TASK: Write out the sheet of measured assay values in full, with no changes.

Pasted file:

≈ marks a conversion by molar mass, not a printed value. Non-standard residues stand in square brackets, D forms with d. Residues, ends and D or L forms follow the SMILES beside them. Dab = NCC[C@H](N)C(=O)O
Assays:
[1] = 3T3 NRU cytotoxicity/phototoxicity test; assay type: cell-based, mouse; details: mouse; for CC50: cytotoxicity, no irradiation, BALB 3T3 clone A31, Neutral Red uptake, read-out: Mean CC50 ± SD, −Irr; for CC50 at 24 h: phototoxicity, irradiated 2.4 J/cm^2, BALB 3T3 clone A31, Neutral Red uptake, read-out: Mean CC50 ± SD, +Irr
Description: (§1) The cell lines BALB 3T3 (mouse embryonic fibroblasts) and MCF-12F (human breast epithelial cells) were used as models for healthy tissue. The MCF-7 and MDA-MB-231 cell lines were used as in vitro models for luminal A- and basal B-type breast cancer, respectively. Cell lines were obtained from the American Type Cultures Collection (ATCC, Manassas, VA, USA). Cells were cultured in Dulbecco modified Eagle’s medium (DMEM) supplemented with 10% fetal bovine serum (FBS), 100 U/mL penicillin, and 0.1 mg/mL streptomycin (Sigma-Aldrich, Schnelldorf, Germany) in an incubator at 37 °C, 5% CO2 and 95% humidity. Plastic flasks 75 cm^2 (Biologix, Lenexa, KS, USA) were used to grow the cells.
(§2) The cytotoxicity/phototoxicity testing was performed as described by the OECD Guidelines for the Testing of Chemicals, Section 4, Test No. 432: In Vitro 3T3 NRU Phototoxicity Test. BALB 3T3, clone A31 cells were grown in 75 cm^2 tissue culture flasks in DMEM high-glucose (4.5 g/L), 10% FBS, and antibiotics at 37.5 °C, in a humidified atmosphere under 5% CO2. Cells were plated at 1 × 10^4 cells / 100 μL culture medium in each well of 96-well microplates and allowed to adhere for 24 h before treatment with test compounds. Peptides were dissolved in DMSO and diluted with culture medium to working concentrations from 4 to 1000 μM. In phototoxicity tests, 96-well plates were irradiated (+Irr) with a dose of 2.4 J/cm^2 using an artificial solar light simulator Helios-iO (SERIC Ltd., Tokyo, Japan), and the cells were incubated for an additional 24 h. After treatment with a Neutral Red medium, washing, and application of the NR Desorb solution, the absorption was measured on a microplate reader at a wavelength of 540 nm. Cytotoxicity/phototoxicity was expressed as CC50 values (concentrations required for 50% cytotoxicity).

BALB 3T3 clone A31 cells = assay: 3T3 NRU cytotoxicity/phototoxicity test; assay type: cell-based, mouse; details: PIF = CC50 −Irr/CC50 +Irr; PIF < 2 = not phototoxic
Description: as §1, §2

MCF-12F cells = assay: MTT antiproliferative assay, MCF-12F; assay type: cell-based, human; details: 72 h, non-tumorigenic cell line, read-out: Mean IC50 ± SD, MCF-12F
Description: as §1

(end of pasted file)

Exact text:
≈ marks a conversion by molar mass, not a printed value. Non-standard residues stand in square brackets, D forms with d. Residues, ends and D or L forms follow the SMILES beside them. Dab = NCC[C@H](N)C(=O)O
Assays:
[1] = 3T3 NRU cytotoxicity/phototoxicity test; assay type: cell-based, mouse; details: mouse; for CC50: cytotoxicity, no irradiation, BALB 3T3 clone A31, Neutral Red uptake, read-out: Mean CC50 ± SD, −Irr; for CC50 at 24 h: phototoxicity, irradiated 2.4 J/cm^2, BALB 3T3 clone A31, Neutral Red uptake, read-out: Mean CC50 ± SD, +Irr
Description: (§1) The cell lines BALB 3T3 (mouse embryonic fibroblasts) and MCF-12F (human breast epithelial cells) were used as models for healthy tissue. The MCF-7 and MDA-MB-231 cell lines were used as in vitro models for luminal A- and basal B-type breast cancer, respectively. Cell lines were obtained from the American Type Cultures Collection (ATCC, Manassas, VA, USA). Cells were cultured in Dulbecco modified Eagle’s medium (DMEM) supplemented with 10% fetal bovine serum (FBS), 100 U/mL penicillin, and 0.1 mg/mL streptomycin (Sigma-Aldrich, Schnelldorf, Germany) in an incubator at 37 °C, 5% CO2 and 95% humidity. Plastic flasks 75 cm^2 (Biologix, Lenexa, KS, USA) were used to grow the cells.
(§2) The cytotoxicity/phototoxicity testing was performed as described by the OECD Guidelines for the Testing of Chemicals, Section 4, Test No. 432: In Vitro 3T3 NRU Phototoxicity Test. BALB 3T3, clone A31 cells were grown in 75 cm^2 tissue culture flasks in DMEM high-glucose (4.5 g/L), 10% FBS, and antibiotics at 37.5 °C, in a humidified atmosphere under 5% CO2. Cells were plated at 1 × 10^4 cells / 100 μL culture medium in each well of 96-well microplates and allowed to adhere for 24 h before treatment with test compounds. Peptides were dissolved in DMSO and diluted with culture medium to working concentrations from 4 to 1000 μM. In phototoxicity tests, 96-well plates were irradiated (+Irr) with a dose of 2.4 J/cm^2 using an artificial solar light simulator Helios-iO (SERIC Ltd., Tokyo, Japan), and the cells were incubated for an additional 24 h. After treatment with a Neutral Red medium, washing, and application of the NR Desorb solution, the absorption was measured on a microplate reader at a wavelength of 540 nm. Cytotoxicity/phototoxicity was expressed as CC50 values (concentrations required for 50% cytotoxicity).

BALB 3T3 clone A31 cells = assay: 3T3 NRU cytotoxicity/phototoxicity test; assay type: cell-based, mouse; details: PIF = CC50 −Irr/CC50 +Irr; PIF < 2 = not phototoxic
Description: as §1, §2

MCF-12F cells = assay: MTT antiproliferative assay, MCF-12F; assay type: cell-based, human; details: 72 h, non-tumorigenic cell line, read-out: Mean IC50 ± SD, MCF-12F
Description: as §1